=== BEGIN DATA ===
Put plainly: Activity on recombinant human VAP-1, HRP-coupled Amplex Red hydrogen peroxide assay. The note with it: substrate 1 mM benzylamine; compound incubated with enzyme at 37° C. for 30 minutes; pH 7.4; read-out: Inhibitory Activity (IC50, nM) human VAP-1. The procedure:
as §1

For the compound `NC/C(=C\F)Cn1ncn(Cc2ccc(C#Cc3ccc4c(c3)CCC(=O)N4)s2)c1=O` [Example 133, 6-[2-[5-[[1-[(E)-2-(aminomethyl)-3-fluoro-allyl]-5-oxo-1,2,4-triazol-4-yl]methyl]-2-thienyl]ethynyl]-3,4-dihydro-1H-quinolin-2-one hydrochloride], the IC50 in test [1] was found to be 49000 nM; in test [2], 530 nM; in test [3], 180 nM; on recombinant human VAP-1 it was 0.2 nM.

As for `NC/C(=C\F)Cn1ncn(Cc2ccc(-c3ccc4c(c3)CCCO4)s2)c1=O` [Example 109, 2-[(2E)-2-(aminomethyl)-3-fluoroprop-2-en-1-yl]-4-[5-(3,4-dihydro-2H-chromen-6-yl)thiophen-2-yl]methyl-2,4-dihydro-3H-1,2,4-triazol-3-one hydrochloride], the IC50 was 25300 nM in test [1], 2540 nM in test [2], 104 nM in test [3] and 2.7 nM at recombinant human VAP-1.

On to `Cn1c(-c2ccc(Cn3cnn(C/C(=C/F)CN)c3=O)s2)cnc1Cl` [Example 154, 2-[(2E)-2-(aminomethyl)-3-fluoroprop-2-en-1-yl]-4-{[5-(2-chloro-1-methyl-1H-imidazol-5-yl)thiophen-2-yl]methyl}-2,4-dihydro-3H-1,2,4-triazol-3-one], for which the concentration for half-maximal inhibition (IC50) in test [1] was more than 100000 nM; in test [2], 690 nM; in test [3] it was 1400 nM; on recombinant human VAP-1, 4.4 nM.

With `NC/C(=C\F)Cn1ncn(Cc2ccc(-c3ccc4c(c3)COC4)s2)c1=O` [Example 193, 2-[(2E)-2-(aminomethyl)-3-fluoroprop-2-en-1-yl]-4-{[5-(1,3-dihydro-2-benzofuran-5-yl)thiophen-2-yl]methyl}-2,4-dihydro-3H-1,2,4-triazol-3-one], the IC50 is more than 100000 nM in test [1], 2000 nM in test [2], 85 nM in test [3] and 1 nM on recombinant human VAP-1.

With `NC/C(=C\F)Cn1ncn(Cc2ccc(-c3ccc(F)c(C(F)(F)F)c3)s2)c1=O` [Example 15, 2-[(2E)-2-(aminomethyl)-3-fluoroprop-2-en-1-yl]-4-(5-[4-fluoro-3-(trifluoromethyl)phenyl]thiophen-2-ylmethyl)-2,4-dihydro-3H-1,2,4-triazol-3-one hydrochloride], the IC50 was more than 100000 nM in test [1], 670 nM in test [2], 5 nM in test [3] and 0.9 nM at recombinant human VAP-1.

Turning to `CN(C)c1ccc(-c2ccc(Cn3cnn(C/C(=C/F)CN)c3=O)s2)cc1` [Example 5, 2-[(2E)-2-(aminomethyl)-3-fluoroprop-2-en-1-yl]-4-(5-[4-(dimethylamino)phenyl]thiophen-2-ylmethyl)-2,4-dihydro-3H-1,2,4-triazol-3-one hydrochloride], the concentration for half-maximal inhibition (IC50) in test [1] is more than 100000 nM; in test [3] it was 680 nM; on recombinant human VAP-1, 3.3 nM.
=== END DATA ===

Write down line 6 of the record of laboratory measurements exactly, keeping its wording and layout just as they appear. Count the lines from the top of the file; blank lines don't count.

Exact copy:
With `NC/C(=C\F)Cn1ncn(Cc2ccc(-c3ccc4c(c3)COC4)s2)c1=O` [Example 193, 2-[(2E)-2-(aminomethyl)-3-fluoroprop-2-en-1-yl]-4-{[5-(1,3-dihydro-2-benzofuran-5-yl)thiophen-2-yl]methyl}-2,4-dihydro-3H-1,2,4-triazol-3-one], the IC50 is more than 100000 nM in test [1], 2000 nM in test [2], 85 nM in test [3] and 1 nM on recombinant human VAP-1.